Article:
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15 Awesome Things You Didn’t Know Siri Can Do For You

15 Awesome Things You Didn’t Know Siri Can Do For You

In the world today, our portable devices are increasingly sophisticated. Among the more impressive current features is voice command technology. iPhone users are likely familiar with Siri, the Apple voice command platform, but many remain oblivious to some of Siri’s best features. Luckily, all it takes are a few key phrases to master the incredible things Siri can do for you.

Raise To Speak

Typically, a user activates Siri by pressing and holding the Home button on the iPhone. If you’re a fan of simplicity, you can toggle a feature called “Raise to Speak”. Visit Settings>General Settings>Siri, then slide the Raise to Speak button to the on position. Instead of bothering with the button, you can now put your iPhone to your ear and Siri is automatically activated. If your phone is locked, you need to hit the button once to wake up the screen so Raise to Speak will work. Additionally, this feature is deactivated when you’re in a call.

Post To Twitter Or Facebook

Another great thing Siri can do for you is post to social media accounts. Make your day easier by simply saying “Post to [Twitter or Facebook]. Siri then asks what you’d like to say. Dictate your post, then send when Siri confirms your message. Keeping in touch has never been easier, but so far, Siri only recognizes commands for Twitter and Facebook.

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    Search For Tweets

    In addition to tweeting for you, Siri can search Twitter too. Simply ask “Search Twitter for [subject or person]”. Siri immediately responds with a list of relevant tweets, from users across the site. Another trick Siri can do to make your day more efficient.

    Change It

    Sometimes Siri can misunderstand you, especially when dictating long messages. Should Siri read back your message and the wording is wrong, just say “Change it”. Siri will immediately go back to the previous prompt so you can reenter your message. This is a helpful thing Siri can do for you, eliminating the need to edit a message by turning Siri off, then asking to email or text the contact again.

    Siri Can Do Math

    Not only can Siri solve quick math questions, Siri is surprisingly effective with complex problems as well. Ask Siri to solve problems by saying “What is [math question]”. You can also use this feature to help calculate a tip in no time at all. Not only will Siri tell you how much to tip, but also the total cost of your bill with the tip added. Lastly, Siri can do quick decisions on the go. Simply ask Siri to roll a dice or flip a coin for an instant result.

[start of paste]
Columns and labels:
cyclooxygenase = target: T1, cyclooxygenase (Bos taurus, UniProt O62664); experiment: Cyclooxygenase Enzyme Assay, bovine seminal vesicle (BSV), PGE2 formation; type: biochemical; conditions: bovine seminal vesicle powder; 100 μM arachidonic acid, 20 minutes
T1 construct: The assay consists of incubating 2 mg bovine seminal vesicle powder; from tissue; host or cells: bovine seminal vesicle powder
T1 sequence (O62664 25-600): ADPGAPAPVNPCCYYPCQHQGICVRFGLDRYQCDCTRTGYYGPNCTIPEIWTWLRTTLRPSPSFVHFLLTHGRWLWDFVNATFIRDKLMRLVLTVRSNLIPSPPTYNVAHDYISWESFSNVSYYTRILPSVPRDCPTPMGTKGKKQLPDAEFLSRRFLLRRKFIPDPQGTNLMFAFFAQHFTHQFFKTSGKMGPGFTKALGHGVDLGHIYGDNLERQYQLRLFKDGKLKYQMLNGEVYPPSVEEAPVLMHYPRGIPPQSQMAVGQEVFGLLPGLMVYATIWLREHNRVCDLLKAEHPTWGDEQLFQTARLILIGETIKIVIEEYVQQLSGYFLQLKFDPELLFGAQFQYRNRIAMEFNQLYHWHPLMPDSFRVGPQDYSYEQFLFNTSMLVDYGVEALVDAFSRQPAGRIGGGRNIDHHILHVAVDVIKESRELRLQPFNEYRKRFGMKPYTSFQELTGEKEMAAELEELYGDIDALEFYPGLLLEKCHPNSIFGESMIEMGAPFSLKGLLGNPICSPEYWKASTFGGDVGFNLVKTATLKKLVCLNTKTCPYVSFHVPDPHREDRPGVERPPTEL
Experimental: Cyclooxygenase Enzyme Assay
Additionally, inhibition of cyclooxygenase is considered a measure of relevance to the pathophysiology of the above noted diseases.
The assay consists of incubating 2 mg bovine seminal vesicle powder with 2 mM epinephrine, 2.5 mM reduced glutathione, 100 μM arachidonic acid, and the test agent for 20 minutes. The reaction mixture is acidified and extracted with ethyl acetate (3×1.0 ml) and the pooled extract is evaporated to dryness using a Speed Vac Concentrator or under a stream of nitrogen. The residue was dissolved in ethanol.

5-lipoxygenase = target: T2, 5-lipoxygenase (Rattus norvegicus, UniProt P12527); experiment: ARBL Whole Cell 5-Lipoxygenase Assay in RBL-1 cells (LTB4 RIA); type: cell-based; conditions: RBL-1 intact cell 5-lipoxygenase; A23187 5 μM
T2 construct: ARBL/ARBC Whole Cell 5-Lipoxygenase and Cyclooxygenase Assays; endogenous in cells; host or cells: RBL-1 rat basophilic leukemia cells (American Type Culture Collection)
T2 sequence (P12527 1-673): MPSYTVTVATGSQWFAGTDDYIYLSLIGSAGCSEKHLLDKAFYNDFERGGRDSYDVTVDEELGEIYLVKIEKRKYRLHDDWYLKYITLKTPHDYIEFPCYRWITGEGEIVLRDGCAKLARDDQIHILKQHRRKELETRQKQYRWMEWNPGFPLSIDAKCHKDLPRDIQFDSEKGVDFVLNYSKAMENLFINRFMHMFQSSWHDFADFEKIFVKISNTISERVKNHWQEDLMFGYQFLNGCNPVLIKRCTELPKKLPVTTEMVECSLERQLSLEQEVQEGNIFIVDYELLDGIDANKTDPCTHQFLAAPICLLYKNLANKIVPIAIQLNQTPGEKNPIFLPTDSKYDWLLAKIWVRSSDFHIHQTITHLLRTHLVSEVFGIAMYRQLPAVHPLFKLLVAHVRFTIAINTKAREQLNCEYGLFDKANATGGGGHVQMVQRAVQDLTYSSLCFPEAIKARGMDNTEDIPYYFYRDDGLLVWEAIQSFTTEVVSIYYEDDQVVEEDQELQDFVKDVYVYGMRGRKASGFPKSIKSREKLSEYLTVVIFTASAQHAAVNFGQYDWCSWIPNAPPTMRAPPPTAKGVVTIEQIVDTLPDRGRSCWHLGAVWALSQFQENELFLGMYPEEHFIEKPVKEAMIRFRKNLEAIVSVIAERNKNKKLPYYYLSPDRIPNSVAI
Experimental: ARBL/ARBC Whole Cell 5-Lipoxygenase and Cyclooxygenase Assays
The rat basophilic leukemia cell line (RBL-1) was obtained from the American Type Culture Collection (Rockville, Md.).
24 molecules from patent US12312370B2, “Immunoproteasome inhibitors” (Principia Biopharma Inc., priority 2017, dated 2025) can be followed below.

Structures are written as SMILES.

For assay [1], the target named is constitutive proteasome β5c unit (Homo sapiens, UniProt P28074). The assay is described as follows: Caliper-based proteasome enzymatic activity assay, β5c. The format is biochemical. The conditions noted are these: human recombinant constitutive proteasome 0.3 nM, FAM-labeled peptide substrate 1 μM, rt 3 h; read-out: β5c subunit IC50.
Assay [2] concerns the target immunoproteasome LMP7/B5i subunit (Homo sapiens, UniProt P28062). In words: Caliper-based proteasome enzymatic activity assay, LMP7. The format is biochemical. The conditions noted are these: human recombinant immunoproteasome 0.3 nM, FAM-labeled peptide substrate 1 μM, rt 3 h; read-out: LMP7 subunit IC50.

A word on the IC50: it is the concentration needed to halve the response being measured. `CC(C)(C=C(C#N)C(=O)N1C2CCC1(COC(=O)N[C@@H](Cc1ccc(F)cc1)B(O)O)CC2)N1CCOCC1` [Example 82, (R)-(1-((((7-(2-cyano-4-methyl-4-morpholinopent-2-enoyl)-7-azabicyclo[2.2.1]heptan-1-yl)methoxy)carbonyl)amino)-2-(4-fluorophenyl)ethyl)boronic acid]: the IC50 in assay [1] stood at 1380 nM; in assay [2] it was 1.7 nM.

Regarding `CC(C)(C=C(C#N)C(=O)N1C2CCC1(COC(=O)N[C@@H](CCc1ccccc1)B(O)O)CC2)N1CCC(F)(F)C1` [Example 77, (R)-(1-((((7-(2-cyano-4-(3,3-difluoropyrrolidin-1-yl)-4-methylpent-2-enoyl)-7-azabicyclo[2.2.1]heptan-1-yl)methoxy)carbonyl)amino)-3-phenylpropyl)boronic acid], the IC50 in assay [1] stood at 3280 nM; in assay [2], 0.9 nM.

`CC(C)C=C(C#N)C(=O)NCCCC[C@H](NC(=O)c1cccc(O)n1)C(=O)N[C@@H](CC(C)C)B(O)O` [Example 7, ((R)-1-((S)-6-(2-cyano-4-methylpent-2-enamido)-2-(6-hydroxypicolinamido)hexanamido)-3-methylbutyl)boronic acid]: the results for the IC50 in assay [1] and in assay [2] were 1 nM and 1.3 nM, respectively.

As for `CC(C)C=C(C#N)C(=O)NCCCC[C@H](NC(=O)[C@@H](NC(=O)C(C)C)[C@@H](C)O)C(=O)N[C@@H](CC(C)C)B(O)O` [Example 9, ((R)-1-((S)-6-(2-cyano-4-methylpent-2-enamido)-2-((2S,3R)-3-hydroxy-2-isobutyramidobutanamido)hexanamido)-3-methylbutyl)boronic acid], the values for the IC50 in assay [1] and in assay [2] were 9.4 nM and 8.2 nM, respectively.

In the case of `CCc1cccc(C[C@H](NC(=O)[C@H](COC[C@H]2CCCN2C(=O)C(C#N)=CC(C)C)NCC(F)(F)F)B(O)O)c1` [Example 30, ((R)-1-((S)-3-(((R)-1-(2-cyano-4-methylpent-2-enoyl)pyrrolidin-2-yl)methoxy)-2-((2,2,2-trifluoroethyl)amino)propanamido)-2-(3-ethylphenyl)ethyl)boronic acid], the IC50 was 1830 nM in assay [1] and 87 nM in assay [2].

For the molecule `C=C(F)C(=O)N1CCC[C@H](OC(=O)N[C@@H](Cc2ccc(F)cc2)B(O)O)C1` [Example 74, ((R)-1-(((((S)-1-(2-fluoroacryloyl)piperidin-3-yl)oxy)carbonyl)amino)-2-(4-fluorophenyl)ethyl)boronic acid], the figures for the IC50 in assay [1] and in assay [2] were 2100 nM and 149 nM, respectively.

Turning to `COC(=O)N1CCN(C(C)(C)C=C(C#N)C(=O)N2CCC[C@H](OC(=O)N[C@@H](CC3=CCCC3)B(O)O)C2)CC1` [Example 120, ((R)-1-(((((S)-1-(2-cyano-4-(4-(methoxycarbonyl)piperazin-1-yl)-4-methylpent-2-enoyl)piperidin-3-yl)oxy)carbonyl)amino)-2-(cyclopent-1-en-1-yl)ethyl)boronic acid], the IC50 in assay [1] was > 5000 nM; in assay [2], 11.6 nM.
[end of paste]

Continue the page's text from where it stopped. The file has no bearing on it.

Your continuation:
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      Save Directly to Evernote

      If you’re an Evernote user, you can save new Evernote documents without even unlocking your phone. Simply add your unique Evernote mail-to address into your contacts (found in your Evernote account details). Next time you’re hands are busy and you need to remember something, ask Siri to send an email to Evernote (or whatever you named the contact). Dictate your email then send, and your details are instantly saved as a new document on your Evernote account.

      Location Based Reminders

      Sure Siri can set alarms and reminders, but did you know that Siri can set reminders based on where you are? One of the cooler things Siri can do for you, location based reminders mean you’re never too busy to stay on task. First, make sure Location Services are enabled for Reminders under Settings>Privacy>Location Services. Then, add the locations you need to your contacts. Tell Siri “[Contact] is my home”. Repeat for work, school or any other frequent location. Now Siri can do reminders for when you leave or arrive somewhere. For example, tell Siri “Remind me to call John when I leave work” to have the reminder go off when you’re done with your day.

      Convert Measurements

      Similar to Siri’s math abilities, Siri can be an effective unit converter. Ask Siri any unit amount and the unit you’d like to convert it to for a quick solution. Not only will Siri give you the result of your conversion, but a short list of additional conversions as well. Having Siri do your conversions is much faster than looking up units the conventional way, plus gives you related information you may need anyways.

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        Remember Relationships